Saturday, November 26, 2011

Egypt Unrest Causes Panic In Israel

Egypt unrest causes panic in Israel

Thursday, 24 November 2011 00:00

JERUSALEM/CAIRO. - Days of protest in Egypt, ahead of elections expected to produce big wins for the Moslem Brotherhood, have stirred fears in Israel about bilateral ties and the future of the countries' peace treaty.

Israel had largely avoided comment on the unrest, which has seen dozens of Egyptians killed, but with protesters showing no signs of calling off their demonstrations, officials here have started to show concern.

Yesterday, Israel's civil defence minister Matan Vilnai urged Field Marshal Hussein Tantawi, who heads Egypt's ruling military council, to bring the situation under control.

"The situation is problematic, sensitive and unclear. Tantawi is trying to avoid chaos and transfer power in the mostly orderly way possible," Vilnai told Israeli military radio.

"We hope that he will succeed . . . otherwise we will see general chaos and that will be very bad for Egypt."

Vilnai said Israeli officials were in "permanent contact" with members of the Supreme Council of the Armed Forces (SCAF), including Tantawi.

"I know him and he has no desire to stay in power," Vilnai added.

Egypt has been rocked in recent days by widespread protests, which come days before the first post-revolution elections, calling on the SCAF to guarantee a faster transition to civilian rule.

Protesters accuse the military of abusing its power and trying to write laws that would shield it from civilian oversight.

In Israel, the demonstrations and the elections have reawakened fears about the future of Egypt, bilateral relations and the country's peace treaty with the Jewish state.

Israeli officials and media commentators have made no secret of their concern about the rise of the Moslem Brotherhood, expected to perform well in the elections scheduled to begin on November 28.

"It's our main concern," Vilnai said yesterday.
The top-selling Yediot Aharonot yesterday headlined its front page "Between Cairo and Tehran" in reference to the rise of Islamist forces in Egypt.

And the Maariv newspaper reported that Israel's army chief, Benny Gantz, "has presented to the security cabinet a scenario involving the cancellation of the peace treaty" between Egypt and Israel. The report was denied by the military and Vilnai said it was premature to talk about the treaty being annulled.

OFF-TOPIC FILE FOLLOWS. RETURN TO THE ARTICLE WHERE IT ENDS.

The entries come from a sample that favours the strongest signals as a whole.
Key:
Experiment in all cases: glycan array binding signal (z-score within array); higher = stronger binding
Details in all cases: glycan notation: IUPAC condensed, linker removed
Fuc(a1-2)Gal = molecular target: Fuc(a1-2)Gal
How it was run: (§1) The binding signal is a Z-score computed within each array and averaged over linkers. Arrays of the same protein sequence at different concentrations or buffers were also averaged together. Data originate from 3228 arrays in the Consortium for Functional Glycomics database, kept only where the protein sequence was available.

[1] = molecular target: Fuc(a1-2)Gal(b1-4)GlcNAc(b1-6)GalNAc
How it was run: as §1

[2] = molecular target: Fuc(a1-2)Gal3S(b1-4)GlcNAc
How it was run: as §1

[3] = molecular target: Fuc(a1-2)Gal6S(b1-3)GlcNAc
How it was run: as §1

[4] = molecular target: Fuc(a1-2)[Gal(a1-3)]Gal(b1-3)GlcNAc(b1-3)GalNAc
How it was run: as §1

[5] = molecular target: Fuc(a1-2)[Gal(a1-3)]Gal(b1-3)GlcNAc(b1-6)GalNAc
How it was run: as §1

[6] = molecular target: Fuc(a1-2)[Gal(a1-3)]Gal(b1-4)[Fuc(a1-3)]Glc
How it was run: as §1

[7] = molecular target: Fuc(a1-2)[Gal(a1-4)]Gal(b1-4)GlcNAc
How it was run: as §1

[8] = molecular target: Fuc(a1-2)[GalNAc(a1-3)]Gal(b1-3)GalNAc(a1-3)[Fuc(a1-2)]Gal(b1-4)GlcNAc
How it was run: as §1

"The cancellation of the treaty is not today - and I stress the word today - a reality," he said.
But he acknowledged Israel fears a serious degradation in ties with Cairo once a new government comes to power.

"But when Egyptian government stabilises after a long electoral process, we expect it will seriously undermine the accord," he said,
Nati Sharoni, a reserve general and president of a left-leaning Israeli think tank, sounded a more upbeat note, saying he expected the treaty to survive Egypt's upheaval and elections.

Israeli daily Haaretz reported the developments in Syria and Egypt formed the core of an annual presentation by all Israel's intelligence agencies to the country's security cabinet. The newspaper also said Egyptian officials, including intelligence chief Murad Muwafi, have been at pains to reassure Israel, telling their counterparts the treaty is not in danger.

Meanwhile, at the time of going to press, reports said three more people had died in Cairo as violence which has killed dozens raged into a fifth day despite promises by Egypt's military ruler to speed up the transition to democracy.

Three armoured vehicles also rumbled into a street near the Tahrir Square in Cairo to curb clashes, state TV reported yesterday. - AFP-Xinhua.

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